Background and purpose : There is large variability in the diagnostic approach and clinical management in functional movement disorders (FMD). This study aimed to examine whether opinions and clinical practices related to FMD have changed over the past decade. Methods: Adapted from a 2008 version, we repeated the survey to members of the International Parkinson and Movement Disorder Society (MDS). Results: In all, 864/7689 responses (denominator includes non-neurologists) were received from 92 countries. Respondents were more often male (55%), younger than 45 (65%) and from academic practices (85%). Although the likelihood of ordering neurological investigations prior to delivering a diagnosis of FMD was nearly as high as in 2008 (47% vs. 51%), the percentage of respondents communicating the diagnosis without requesting additional tests increased (27% vs. 19%; P = 0.003), with most envisioning their role as providing a diagnosis and coordinating management (57% vs. 40%; P < 0.001). Compared to patients with other disorders, 64% of respondents were more concerned about missing a diagnosis of another neurological disorder. Avoiding iatrogenic harm (58%) and educating patients about the diagnosis (53%) were again rated as the most effective therapeutic options. Frequent treatment barriers included lack of physician knowledge and training (32%), lack of treatment guidelines (39%), limited availability of referral services (48%) and cultural beliefs about psychological illnesses (50%). The preferred term for communication favored ‘functional’ over ‘psychogenic’ (P < 0.001). Conclusions: Attitudes and management of FMDs have changed over the past decade. Important gaps remain in access to treatment and in the education of neurologists about the inclusionary approach to FMD diagnosis.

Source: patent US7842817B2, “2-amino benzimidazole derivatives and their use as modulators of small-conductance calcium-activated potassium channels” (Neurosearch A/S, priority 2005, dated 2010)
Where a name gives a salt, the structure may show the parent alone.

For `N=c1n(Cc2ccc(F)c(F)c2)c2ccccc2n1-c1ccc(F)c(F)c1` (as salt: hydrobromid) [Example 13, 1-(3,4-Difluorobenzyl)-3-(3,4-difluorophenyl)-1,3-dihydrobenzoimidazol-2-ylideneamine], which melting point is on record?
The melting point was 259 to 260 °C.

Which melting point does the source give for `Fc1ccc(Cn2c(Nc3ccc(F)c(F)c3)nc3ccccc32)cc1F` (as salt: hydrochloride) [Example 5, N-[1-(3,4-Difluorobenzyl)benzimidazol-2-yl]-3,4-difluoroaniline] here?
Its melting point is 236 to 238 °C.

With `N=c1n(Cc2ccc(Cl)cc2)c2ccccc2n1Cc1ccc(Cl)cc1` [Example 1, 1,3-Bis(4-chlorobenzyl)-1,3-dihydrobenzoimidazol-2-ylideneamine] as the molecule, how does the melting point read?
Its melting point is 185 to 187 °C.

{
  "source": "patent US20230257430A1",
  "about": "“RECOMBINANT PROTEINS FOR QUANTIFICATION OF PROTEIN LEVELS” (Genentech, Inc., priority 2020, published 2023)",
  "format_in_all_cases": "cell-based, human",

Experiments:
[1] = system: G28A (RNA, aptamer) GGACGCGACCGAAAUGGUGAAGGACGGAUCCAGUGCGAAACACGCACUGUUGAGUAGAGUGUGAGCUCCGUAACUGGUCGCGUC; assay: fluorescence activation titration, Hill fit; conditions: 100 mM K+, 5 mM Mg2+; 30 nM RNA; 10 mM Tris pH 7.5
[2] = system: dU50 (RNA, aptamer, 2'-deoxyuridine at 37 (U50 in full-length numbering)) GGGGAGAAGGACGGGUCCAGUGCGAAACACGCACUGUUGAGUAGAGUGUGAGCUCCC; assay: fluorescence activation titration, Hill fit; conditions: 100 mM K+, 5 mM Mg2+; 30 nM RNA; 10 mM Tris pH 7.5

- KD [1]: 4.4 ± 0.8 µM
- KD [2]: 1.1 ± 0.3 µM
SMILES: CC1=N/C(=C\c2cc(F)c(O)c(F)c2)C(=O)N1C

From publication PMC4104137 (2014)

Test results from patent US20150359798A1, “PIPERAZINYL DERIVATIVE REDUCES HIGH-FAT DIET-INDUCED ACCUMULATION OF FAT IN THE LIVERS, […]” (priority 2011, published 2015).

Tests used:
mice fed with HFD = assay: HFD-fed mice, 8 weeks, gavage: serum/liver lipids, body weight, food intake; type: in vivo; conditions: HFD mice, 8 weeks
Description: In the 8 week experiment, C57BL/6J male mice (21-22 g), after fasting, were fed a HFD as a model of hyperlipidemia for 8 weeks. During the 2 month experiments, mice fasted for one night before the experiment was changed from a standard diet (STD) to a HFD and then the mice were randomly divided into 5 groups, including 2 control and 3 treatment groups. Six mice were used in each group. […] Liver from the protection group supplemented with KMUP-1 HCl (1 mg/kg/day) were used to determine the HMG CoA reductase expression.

- conversion disorder
- functional movement disorders
- psychogenic movement disorders
ASJC Scopus subject areas
- Clinical Neurology